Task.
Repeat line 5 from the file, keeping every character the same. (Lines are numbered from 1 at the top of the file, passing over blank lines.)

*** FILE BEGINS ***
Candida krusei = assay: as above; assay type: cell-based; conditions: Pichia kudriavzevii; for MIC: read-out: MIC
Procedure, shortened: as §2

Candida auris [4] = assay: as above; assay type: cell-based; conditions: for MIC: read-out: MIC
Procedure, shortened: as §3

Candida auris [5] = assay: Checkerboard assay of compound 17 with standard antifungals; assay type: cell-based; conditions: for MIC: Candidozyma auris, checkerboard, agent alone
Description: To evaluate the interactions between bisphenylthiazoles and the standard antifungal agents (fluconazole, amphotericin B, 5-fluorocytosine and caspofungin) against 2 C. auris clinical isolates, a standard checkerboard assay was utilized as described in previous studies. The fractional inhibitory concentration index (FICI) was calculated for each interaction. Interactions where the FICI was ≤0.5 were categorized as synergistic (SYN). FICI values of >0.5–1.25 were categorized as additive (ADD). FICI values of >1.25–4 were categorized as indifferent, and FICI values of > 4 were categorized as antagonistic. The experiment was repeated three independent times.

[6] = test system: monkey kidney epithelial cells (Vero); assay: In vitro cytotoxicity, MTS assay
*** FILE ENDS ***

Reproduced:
Candida auris [5] = assay: Checkerboard assay of compound 17 with standard antifungals; assay type: cell-based; conditions: for MIC: Candidozyma auris, checkerboard, agent alone